Originally Posted by Ron Lafuddy View Post

                            Holy Moses!

                            That's really impressive! You're right. I have no idea about selling the residential market, at the levels you are describing here. That kind of selling and workload demand would be physically and mentally exhausting.

                            How many appointments fell through to get those 17 presentations and 10 sales?

                            Your "Christmas Eve with Claude", story is one for the books. Cold walking at 9pm on Christmas Eve? I don't think I would have hung in there past the first couple of doors closing.

                            Talk about taking action to create your own luck. There's many lessons to be learned from this example, including you can change your life at any time - if you really want to.

                            I'm sure you made it worth their while by offering a special, one time only, holiday discount.

                            My hat is off to you, Claude.

                            Ron
                            Thanks; I don't think I offered a discount for the "Christmas Eve Lady", other than the standard trade in.

                            The 17 demonstrations were just cold walking, knocking on doors. So there were no cancelled appointments. But I remember I wrote 13 sales out of the 17, and three cancelled.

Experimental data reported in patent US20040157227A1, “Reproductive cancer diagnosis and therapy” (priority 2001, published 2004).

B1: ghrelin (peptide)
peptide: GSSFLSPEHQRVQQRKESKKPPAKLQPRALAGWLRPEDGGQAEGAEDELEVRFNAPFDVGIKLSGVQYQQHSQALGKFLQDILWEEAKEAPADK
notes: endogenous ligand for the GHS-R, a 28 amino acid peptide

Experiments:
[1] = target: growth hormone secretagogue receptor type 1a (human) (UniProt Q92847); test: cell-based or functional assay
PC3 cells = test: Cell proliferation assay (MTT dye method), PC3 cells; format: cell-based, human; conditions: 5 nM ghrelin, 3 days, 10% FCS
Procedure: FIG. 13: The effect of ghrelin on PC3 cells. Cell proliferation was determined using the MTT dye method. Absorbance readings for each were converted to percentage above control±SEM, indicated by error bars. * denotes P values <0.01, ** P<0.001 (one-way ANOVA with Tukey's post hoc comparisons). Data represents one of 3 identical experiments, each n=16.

I was asked to work with a distributor in Pennsylvania to train their reps. I remember not having an appointment, and at 6PM, I said I was going out to get a sale. One of the reps wanted to go with me. He had never sen anyone just knock on doors. He asked me "What are the odds of giving a presentation tonight?"

                            I said "To this person (we were about to knock on the first door)? About one in six. The odds of me making a presentation tonight? 100%." To him, it was magic.

                            One thing I should mention....training someone to present the product in a way that generated about a 30% closing ratio was pretty easy. The product does a lot of the selling..the mechanics of the presentation do a lot to move the sale along.

                            But knocking on doors to get in a home to make a presentation? That's actually pretty hard to teach. A lot of it is personality, how you look, if you're funny or not...it's really hard to teach.


                            A new guy on a cold call may close 30%. At my peak, I was only closing about 50% on a cold call. So, not really much difference. But knocking on doors is an art, not a science. Most people could never do it well, I'm afraid.

                            And that's the reason most vacuum cleaner distributors didn't do it.

                            I learned how to profitably knock on doors from a guy that sold encyclopedias. It took me a month or so to learn the patter, the gestures, the cadence. But once I learned it, about every third person would invite me in, and I'd pitch about half of those people.

                            Now that I've said all that, it was really far better if I just ran referrals from buyers...and talked to past customers. My cold knocking days were mostly over about 20 years ago, unless I was testing a new approach...or when I started my Local Online Marketing business.